During a process of adding such variety, it became evident that the existing supply chain could not accommodate us, so we supplemented with some wholesale club and grocery store purchasing as well as a dose of Amazon Prime here and there. As our selections grew and we saw customers responding positively, we knew we were onto something. But we were also getting tired, and had lost some of the efficiency we had previously enjoyed.

It was at this point that we started receiving emails and business cards from customers who wanted us to buy their products and sell them in our stores. They were primarily smaller companies – many of them local – but also some from afar who were traveling through the airports. What could they do to get us to give them a chance?

One light bulb moment turned the whole situation around. They could send us a small amount of product to sample, and we could get immediate feedback from our customers (our stores had become a sort of ongoing focus group by this time). If the samples were well received, these suppliers could then figure out how to get more of their product to us.

We shared our list of current vendors, and some of these suppliers were able to attain placement with them. Others used UPS, and some even hand delivered. Once this process started to gain momentum, we became more aggressive in our search for ways to enhance our offerings, knowing that the lure of airport volumes and exposure was very attractive to many small or growing companies.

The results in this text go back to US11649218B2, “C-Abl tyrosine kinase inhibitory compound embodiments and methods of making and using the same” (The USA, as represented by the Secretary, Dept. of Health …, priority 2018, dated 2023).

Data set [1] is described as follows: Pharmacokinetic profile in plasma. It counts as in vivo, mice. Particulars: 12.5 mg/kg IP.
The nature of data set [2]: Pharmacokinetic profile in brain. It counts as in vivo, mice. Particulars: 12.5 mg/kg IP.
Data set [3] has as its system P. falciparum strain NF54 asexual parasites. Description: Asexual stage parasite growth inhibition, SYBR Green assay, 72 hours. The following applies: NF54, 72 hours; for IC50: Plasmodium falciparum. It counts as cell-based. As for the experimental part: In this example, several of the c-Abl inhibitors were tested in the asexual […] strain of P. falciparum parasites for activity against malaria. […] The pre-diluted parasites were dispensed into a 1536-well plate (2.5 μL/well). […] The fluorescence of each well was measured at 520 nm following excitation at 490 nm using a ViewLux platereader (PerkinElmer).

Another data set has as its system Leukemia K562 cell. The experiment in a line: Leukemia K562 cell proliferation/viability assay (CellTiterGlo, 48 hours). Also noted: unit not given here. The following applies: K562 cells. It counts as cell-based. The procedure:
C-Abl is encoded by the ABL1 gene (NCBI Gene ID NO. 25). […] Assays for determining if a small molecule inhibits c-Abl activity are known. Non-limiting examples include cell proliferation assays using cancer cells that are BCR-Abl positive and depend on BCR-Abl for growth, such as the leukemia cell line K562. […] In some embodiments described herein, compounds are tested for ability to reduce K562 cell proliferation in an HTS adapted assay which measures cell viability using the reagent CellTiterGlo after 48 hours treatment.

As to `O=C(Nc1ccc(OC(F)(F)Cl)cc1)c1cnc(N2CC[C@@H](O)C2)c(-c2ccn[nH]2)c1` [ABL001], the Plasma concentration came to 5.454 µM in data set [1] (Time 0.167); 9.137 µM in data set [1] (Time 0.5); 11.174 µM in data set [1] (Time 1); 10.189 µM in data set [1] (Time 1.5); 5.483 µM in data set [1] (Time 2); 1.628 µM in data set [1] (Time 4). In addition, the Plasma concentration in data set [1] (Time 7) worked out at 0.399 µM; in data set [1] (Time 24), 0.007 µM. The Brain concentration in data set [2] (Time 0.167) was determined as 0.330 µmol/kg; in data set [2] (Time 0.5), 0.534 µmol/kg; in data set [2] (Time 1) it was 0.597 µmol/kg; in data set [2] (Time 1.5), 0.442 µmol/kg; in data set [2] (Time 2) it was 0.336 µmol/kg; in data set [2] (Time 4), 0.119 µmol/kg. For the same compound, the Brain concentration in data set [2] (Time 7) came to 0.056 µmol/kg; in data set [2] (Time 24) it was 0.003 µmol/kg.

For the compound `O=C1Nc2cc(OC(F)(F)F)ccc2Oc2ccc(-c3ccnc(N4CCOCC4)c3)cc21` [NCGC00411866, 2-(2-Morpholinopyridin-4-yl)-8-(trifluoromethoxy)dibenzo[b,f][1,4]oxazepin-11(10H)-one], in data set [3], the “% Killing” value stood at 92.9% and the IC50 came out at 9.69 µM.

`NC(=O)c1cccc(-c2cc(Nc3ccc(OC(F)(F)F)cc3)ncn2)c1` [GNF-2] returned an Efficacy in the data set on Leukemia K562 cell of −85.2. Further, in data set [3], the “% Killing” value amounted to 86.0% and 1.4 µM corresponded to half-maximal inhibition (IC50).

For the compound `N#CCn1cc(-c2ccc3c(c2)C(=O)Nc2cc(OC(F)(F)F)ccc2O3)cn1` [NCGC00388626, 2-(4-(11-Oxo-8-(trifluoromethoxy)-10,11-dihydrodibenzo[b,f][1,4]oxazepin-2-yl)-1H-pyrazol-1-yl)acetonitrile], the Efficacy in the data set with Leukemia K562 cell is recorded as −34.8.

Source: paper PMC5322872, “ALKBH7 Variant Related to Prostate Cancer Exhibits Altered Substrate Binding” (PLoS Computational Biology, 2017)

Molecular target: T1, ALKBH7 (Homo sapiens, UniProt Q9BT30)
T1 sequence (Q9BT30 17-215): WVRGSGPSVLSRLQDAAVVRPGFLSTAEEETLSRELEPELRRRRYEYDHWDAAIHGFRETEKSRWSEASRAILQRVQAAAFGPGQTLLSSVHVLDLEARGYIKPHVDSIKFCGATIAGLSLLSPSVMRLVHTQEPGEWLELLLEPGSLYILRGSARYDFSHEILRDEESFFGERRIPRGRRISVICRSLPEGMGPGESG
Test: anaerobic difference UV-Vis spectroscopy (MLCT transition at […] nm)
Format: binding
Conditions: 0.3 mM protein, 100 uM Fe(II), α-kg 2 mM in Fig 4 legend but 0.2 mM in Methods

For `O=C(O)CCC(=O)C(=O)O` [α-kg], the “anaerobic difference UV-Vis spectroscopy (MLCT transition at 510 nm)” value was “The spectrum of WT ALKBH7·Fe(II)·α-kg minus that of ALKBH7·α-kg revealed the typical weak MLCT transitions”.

This innovative, “smaller is better” supply chain solution became a win for all involved, namely:

Food Producers

  • Great exposure
  • Opportunities for social media
  • Blueprint to go after other similar businesses
  • Less cost and effort than trying to gain placement in traditional distribution

Foodservice Operators

  • Ability to offer interesting, high quality, often locally sourced products
  • Ability to effectively address many ‘micro-niches’
  • Replicate rebate programs by eliminating distributor markups, and/or receiving free shipping
  • Reduction in delivery logistics, as UPS can deliver right to the location


  • Surprised and delighted by breadth of new options
  • Much closer to getting what they want or need at that very moment
  • Appreciative of seeing local and higher quality offerings in this setting
  • Alleviated by healthy and hypoallergenic alternatives

When you are traveling through Boston Logan or New York’s LaGuardia, take a look and see if you like the transitions that my research and guidance are sparking. I think you’ll agree that airport foodservice is moving in the right direction!

Article by Stacy Moore, published in eHotelier on March 24, 2016.


About the author

Stacy Moore

Article written by Stacy Moore, Partner in Cayuga Hospitality Consultants and the founder of ToolKit Consulting.  She has 40 years of experience in the foodservice industry as an owner/operator, franchisee, wholesale manufacturer, sales representative and consultant.  With expertise in airports and non-traditional locations, she brings an owner’s mindset and a team-based approach to her consulting practice.  Stacy has worked with clients to launch and grow brands, analyze and improve operations, find new markets, and build strategic partnerships.